Shot in the dark: three patients successfully treated with onabotulinumtoxin A injections for relief of post-traumatic chronic headaches and dystonia induced by gunshot wounds

Document Type


Publication Date


Journal Title

BMJ case reports

MeSH Headings

Acetylcholine Release Inhibitors (administration & dosage); Botulinum Toxins, Type A (administration & dosage); Drug Administration Schedule; Female; Head Injuries, Penetrating (complications); Headache Disorders (etiology, therapy); Humans; Male; Middle Aged; Neck Injuries (complications); Torticollis (etiology, therapy); Treatment Outcome; Wounds, Gunshot (complications)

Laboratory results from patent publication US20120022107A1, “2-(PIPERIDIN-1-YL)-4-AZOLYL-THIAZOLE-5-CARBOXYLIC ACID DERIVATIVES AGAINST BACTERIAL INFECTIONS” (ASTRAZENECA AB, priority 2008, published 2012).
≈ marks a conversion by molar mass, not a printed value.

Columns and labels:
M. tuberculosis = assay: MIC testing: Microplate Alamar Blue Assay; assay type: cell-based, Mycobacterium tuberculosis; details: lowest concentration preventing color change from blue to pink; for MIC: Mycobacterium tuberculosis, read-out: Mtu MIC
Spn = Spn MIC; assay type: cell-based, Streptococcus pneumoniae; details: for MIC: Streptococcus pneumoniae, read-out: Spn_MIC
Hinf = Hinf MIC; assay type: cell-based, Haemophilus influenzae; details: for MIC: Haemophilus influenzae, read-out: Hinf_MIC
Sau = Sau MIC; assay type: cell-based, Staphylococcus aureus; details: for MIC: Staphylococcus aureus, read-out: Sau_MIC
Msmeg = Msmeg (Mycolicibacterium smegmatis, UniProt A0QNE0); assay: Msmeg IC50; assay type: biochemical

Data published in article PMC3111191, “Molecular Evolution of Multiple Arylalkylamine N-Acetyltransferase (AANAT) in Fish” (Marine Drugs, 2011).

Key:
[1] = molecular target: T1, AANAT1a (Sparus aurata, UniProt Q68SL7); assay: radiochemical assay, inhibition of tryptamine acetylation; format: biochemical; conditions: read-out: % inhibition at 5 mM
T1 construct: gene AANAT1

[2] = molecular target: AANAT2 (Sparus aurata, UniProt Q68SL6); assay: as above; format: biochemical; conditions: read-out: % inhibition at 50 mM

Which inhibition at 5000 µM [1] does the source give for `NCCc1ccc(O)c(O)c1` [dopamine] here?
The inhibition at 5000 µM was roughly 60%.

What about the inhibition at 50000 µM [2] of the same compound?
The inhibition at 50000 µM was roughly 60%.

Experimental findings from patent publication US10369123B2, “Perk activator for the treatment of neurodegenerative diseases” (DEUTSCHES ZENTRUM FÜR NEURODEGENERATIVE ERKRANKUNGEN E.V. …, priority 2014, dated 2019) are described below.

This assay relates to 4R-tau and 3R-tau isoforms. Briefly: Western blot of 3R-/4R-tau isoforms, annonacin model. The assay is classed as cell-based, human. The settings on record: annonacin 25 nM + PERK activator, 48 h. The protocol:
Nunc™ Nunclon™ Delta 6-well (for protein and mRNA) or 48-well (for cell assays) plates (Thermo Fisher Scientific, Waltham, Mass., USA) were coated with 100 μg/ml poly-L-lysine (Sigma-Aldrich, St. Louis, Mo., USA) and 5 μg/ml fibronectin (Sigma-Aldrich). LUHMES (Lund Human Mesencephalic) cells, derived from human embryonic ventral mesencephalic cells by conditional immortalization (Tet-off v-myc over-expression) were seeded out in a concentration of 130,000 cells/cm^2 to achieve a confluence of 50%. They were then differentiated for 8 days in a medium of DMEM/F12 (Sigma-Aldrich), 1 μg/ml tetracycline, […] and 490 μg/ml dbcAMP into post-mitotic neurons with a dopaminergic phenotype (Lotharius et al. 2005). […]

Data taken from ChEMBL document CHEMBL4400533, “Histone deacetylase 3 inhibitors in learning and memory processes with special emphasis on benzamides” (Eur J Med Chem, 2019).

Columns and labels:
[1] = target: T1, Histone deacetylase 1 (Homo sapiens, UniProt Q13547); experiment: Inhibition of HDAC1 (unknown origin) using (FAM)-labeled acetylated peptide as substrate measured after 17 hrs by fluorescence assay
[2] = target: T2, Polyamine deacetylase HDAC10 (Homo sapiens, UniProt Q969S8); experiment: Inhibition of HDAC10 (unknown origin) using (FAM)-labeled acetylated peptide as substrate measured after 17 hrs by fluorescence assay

Three patients ranging from 49 to 61 years-old presented to our pain clinic after failing multiple treatment attempts for debilitating, chronic post-traumatic headaches, neck pain and involuntary muscle spasm following gunshot wounds to the head, neck and face. Concurrent cervical dystonia was noted in each patient on presentation. All patients were treated with onabotulinumtoxin A (ONA) injections in the head and neck. Each patient reported between 70% and 100% improvement of their headache pain, neck pain and spasm with a significant reduction in the frequency, duration and intensity of their headaches. This level of improvement has been successfully maintained in all three patients with regular ONA injections at 90-day intervals. Two patients experienced a single relapse in symptoms when scheduling conflicts caused them to miss their regularly scheduled ONA injections by several weeks. These symptoms resolved when their ONA injections resumed, suggesting that ONA is the causative agent alleviating their symptoms.